Article 15.2 of the Hamburg Rules contains a similar provision:
"2. After the goods have been loaded on board, if the shipper so demands, the carrier must issue to the shipper a ‘shipped’ bill of lading which, in addition to the particulars required under para 1 of this Article, must state that the goods are on board a named ship or ships, and the date or dates of loading. If the carrier has previously issued to the shipper a bill of lading or other document of title with respect to any of such goods, on request of the carrier, the shipper must surrender such document in exchange for a ‘shipped’ bill of lading. The carrier may amend any previously issued document in order to meet the shipper’s demand for a ‘shipped’ bill of lading if, as amended, such document includes all the information required to be contained in a ‘shipped’ bill of lading."

Where payment of the cargo is arranged through a letter of credit, the terms of the credit may provide that the bills of lading to be tendered have to be "clean, on board, to order and blank endorsed". A "received for shipment" bill does not satisfy these terms because it is not an "on board" bill, but the International Chamber of Commerce’s Uniform Customs and Practice for Documentary Credits(UCP), like the Hague, Hague-Visby and Hamburg Rules, equate a "received" bill which has been duly notated to a "shipped" bill. The UCP 500 provide in Article 23(a) (ii):

"Loading on board or shipment on a named vessel may be indicated by pre-printed wording on the bill of lading that the goods have been loaded on board a named vessel or shipped on a named vessel, in which case the date of issuance of the bill of lading will be deemed to be the date of loading on board and the date of shipment.

In all other cases loading on board a named vessel must be evidenced by a notation on the bill of lading which gives the date on which the goods have been loaded on board, in which case the date of the on board notation will be deemed to be the date of shipment."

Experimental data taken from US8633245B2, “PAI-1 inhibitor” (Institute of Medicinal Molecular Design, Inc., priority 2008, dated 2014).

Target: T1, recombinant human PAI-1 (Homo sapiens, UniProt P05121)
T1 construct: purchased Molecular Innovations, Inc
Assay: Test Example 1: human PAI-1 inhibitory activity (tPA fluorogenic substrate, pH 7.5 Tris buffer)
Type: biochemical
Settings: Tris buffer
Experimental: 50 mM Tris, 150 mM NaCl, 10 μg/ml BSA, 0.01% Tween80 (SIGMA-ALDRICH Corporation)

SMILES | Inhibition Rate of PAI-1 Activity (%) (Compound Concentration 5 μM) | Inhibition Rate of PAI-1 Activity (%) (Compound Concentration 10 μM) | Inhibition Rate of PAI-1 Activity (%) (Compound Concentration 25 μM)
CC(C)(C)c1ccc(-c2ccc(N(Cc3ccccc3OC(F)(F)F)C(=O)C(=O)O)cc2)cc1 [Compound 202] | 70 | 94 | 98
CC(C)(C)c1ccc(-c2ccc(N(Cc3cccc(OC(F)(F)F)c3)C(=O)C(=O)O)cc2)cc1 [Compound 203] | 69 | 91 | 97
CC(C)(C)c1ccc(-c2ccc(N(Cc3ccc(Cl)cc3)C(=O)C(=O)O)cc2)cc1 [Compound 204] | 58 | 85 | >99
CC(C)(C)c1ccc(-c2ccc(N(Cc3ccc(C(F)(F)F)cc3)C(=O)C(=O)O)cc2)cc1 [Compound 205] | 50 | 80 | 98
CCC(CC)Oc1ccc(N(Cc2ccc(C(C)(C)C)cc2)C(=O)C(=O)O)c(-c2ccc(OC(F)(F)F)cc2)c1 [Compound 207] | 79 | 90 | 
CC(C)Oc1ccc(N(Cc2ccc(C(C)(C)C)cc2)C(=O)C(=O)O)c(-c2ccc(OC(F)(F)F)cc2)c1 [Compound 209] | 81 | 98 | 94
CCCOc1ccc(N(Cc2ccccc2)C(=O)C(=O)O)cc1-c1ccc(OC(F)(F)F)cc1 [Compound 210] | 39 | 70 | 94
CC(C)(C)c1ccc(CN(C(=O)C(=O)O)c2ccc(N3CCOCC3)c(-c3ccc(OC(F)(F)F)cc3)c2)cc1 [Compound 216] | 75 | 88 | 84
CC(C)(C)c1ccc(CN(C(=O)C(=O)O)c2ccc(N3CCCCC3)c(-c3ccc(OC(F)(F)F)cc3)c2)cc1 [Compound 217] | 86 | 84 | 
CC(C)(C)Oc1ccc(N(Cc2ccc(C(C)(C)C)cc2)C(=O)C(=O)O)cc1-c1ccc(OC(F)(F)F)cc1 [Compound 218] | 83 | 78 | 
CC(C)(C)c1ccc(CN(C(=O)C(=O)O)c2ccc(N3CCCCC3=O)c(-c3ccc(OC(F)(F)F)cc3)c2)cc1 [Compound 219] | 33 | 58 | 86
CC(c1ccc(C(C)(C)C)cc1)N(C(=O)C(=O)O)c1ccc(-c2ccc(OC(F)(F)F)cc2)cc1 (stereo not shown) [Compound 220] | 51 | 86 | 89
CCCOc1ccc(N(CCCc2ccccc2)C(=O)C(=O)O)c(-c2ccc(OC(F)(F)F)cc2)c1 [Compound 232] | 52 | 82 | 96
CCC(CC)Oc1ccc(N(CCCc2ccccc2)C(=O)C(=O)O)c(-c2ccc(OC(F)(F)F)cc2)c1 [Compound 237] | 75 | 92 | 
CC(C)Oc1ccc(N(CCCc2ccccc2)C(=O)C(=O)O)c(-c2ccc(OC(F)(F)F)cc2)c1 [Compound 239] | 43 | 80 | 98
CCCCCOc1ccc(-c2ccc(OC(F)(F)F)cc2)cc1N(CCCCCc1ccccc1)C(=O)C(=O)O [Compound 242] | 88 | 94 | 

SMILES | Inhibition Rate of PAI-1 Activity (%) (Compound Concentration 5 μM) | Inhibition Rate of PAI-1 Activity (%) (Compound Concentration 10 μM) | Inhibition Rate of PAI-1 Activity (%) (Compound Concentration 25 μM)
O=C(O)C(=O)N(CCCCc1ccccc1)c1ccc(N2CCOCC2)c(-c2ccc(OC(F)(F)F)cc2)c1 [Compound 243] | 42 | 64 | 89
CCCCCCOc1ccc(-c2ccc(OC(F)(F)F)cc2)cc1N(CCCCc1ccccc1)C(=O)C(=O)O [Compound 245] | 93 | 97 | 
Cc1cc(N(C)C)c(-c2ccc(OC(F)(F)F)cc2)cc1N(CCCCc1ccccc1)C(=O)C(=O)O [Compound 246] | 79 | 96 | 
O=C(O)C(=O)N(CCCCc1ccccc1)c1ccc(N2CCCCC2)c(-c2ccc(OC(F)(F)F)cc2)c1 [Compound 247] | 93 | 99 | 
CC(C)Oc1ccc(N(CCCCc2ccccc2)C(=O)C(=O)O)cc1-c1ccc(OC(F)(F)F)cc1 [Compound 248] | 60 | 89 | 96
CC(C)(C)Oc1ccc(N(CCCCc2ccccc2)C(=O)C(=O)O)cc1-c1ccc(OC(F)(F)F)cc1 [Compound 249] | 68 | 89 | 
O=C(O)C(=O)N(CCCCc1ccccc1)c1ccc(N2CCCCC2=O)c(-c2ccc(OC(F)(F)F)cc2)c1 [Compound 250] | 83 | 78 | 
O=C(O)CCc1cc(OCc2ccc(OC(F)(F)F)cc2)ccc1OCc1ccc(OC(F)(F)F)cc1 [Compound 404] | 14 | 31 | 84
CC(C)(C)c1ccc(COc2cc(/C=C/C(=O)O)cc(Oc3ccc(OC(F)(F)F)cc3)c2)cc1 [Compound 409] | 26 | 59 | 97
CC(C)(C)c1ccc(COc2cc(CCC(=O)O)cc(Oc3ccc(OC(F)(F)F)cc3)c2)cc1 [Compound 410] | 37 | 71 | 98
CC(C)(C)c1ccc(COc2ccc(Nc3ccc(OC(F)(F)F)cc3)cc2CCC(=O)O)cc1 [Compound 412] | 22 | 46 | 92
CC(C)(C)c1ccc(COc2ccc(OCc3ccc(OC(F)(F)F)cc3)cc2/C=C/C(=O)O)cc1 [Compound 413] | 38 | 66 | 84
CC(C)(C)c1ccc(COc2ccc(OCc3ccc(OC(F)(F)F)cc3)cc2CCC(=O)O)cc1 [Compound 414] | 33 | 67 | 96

Accordingly, in cases where a "received for shipment" bill is notated "shipped", the date of shipment of the goods being acknowledged in the document is that of the notation, and not the original date, which simply indicates the time of the receipt of the goods by the carrier and not the time when they are actually loaded on board.

Ante-dated and post-dated bills of lading and P&I cover
Rule 34 of Gard’s 1998 Statutes and Rules reads, inter alia:
"1. The Association shall cover the following liabilities when and to the extent that they relate to cargo (…):
provided that (…) the cover (…) does not include:
viii) liabilities, costs and expenses arising out of the issue of an ante-dated or post-dated Bill of Lading, waybill or other document containing or evidencing the contract of carriage, that is to say a Bill of Lading, waybill or other document recording the loading or shipment or receipt for shipment on a date prior or subsequent to the date on which the cargo was in fact loaded, shipped or received as the case may be."

Post-dated bills of lading are not as common as ante-dated bills but in either case the Association does not cover liability arising out of the issue of such bills of lading. It should be noted that the exclusion applies to ante or post-dating of both, "shipped" and "received for shipment" bills. Members should also be aware that cover is excluded in these cases even if the bill of lading was issued by the Member’s agent without the Member’s knowledge of its incorrect dating.

Since there are occasions when Members are unable to avoid liabilities or costs due to the issue of ante-dated, or occasionally post-dated bills of lading (for example due to errors by agents or masters and officers), the Association’s Extended Cargo Cover and Comprehensive Carriers’ Liability Cover are able to provide protection. There is, however, an exclusion for wilful misconduct as expressed in the Association’s Rule 72, incorporated in the terms of cover.

Footnotes
1 A "shipped" bill of lading is also referred to as an "on board" bill.
2 Oetker v IFA (The Almak) (1985)1 Lloyd’s Rep. 557.
3 Article III (7) of the Hague Rules contains a very similar provision, the only material difference being the omission of the words "if it shows the particulars mentioned in paragraph 3 of Article III".